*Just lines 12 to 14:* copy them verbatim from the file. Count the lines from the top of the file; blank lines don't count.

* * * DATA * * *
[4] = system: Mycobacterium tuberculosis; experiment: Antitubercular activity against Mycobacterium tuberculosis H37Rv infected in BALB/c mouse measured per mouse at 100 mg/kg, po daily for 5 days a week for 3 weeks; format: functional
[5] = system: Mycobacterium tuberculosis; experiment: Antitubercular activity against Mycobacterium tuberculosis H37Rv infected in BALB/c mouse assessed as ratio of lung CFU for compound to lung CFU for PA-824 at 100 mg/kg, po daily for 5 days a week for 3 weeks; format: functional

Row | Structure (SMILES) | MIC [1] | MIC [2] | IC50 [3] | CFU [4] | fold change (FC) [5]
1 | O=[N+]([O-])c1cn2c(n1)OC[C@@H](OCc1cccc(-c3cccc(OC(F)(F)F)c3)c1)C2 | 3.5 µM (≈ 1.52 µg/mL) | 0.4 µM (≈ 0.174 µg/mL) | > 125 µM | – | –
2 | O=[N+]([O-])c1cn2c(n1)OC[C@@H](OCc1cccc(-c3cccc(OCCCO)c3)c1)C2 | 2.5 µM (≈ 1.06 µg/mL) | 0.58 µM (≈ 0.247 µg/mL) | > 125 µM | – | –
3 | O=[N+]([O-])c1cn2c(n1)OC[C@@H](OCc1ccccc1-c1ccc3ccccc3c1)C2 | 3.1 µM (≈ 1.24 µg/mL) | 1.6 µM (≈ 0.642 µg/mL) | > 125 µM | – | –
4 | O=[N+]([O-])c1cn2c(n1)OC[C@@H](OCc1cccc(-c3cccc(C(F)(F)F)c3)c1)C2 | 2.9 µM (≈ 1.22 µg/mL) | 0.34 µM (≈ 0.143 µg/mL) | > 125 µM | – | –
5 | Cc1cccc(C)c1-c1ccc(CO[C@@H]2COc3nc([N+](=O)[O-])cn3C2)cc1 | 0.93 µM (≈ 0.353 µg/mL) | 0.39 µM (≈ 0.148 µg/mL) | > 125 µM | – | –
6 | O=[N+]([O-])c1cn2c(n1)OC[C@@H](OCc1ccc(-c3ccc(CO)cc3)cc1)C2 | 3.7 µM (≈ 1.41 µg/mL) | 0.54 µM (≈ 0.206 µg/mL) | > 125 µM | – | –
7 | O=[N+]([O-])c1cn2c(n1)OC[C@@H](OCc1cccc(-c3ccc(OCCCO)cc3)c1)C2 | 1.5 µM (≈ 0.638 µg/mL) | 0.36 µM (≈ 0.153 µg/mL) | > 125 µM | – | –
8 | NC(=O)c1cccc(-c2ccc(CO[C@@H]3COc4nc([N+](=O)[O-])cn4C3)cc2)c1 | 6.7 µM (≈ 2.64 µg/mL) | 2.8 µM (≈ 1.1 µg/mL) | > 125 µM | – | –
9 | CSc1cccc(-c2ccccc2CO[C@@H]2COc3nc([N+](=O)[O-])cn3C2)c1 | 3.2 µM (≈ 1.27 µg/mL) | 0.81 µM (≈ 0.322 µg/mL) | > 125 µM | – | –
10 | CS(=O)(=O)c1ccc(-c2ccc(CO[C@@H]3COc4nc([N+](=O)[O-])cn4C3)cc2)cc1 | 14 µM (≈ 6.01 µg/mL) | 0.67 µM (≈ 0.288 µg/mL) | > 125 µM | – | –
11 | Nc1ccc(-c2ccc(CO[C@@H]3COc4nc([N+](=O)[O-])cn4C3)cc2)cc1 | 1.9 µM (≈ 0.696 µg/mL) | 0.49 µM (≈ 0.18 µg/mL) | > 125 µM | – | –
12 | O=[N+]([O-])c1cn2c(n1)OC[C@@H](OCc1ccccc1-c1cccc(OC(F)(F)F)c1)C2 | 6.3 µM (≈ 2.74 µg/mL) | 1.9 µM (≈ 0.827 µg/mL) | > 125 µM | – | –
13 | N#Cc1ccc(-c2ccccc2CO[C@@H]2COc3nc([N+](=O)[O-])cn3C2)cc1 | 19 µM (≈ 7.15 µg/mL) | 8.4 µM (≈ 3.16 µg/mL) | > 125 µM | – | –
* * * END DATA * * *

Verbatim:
9 | CSc1cccc(-c2ccccc2CO[C@@H]2COc3nc([N+](=O)[O-])cn3C2)c1 | 3.2 µM (≈ 1.27 µg/mL) | 0.81 µM (≈ 0.322 µg/mL) | > 125 µM | – | –
10 | CS(=O)(=O)c1ccc(-c2ccc(CO[C@@H]3COc4nc([N+](=O)[O-])cn4C3)cc2)cc1 | 14 µM (≈ 6.01 µg/mL) | 0.67 µM (≈ 0.288 µg/mL) | > 125 µM | – | –
11 | Nc1ccc(-c2ccc(CO[C@@H]3COc4nc([N+](=O)[O-])cn4C3)cc2)cc1 | 1.9 µM (≈ 0.696 µg/mL) | 0.49 µM (≈ 0.18 µg/mL) | > 125 µM | – | –